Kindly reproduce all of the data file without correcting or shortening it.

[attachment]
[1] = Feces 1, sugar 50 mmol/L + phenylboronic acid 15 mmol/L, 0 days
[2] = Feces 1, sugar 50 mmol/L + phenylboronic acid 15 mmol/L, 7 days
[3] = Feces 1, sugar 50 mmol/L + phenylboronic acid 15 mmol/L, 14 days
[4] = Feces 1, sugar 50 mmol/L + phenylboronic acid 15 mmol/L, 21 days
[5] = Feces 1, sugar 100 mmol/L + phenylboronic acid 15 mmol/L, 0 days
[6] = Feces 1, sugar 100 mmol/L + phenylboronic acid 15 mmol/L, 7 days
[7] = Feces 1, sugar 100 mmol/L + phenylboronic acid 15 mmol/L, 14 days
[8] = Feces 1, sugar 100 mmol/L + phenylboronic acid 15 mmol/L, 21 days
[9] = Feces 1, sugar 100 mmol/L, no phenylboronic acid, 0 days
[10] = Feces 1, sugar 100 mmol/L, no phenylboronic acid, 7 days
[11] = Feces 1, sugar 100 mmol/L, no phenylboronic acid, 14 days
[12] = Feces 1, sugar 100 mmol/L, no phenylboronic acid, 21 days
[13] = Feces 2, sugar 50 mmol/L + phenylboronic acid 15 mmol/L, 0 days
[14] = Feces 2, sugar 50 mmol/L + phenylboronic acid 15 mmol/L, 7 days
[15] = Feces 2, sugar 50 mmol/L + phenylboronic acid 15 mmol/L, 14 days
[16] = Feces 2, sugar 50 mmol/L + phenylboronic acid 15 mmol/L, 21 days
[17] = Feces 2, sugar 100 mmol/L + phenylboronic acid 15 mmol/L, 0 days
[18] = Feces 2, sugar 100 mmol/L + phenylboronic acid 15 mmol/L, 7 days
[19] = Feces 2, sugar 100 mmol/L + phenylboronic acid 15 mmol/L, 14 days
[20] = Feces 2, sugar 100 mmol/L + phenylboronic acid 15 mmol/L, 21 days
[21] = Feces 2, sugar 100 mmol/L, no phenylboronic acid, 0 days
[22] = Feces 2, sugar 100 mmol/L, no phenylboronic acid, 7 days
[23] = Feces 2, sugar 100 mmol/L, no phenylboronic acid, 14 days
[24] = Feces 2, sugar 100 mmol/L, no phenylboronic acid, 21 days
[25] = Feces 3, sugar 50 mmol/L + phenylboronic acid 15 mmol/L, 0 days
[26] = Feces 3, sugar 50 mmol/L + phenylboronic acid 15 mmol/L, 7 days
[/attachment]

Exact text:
[1] = Feces 1, sugar 50 mmol/L + phenylboronic acid 15 mmol/L, 0 days
[2] = Feces 1, sugar 50 mmol/L + phenylboronic acid 15 mmol/L, 7 days
[3] = Feces 1, sugar 50 mmol/L + phenylboronic acid 15 mmol/L, 14 days
[4] = Feces 1, sugar 50 mmol/L + phenylboronic acid 15 mmol/L, 21 days
[5] = Feces 1, sugar 100 mmol/L + phenylboronic acid 15 mmol/L, 0 days
[6] = Feces 1, sugar 100 mmol/L + phenylboronic acid 15 mmol/L, 7 days
[7] = Feces 1, sugar 100 mmol/L + phenylboronic acid 15 mmol/L, 14 days
[8] = Feces 1, sugar 100 mmol/L + phenylboronic acid 15 mmol/L, 21 days
[9] = Feces 1, sugar 100 mmol/L, no phenylboronic acid, 0 days
[10] = Feces 1, sugar 100 mmol/L, no phenylboronic acid, 7 days
[11] = Feces 1, sugar 100 mmol/L, no phenylboronic acid, 14 days
[12] = Feces 1, sugar 100 mmol/L, no phenylboronic acid, 21 days
[13] = Feces 2, sugar 50 mmol/L + phenylboronic acid 15 mmol/L, 0 days
[14] = Feces 2, sugar 50 mmol/L + phenylboronic acid 15 mmol/L, 7 days
[15] = Feces 2, sugar 50 mmol/L + phenylboronic acid 15 mmol/L, 14 days
[16] = Feces 2, sugar 50 mmol/L + phenylboronic acid 15 mmol/L, 21 days
[17] = Feces 2, sugar 100 mmol/L + phenylboronic acid 15 mmol/L, 0 days
[18] = Feces 2, sugar 100 mmol/L + phenylboronic acid 15 mmol/L, 7 days
[19] = Feces 2, sugar 100 mmol/L + phenylboronic acid 15 mmol/L, 14 days
[20] = Feces 2, sugar 100 mmol/L + phenylboronic acid 15 mmol/L, 21 days
[21] = Feces 2, sugar 100 mmol/L, no phenylboronic acid, 0 days
[22] = Feces 2, sugar 100 mmol/L, no phenylboronic acid, 7 days
[23] = Feces 2, sugar 100 mmol/L, no phenylboronic acid, 14 days
[24] = Feces 2, sugar 100 mmol/L, no phenylboronic acid, 21 days
[25] = Feces 3, sugar 50 mmol/L + phenylboronic acid 15 mmol/L, 0 days
[26] = Feces 3, sugar 50 mmol/L + phenylboronic acid 15 mmol/L, 7 days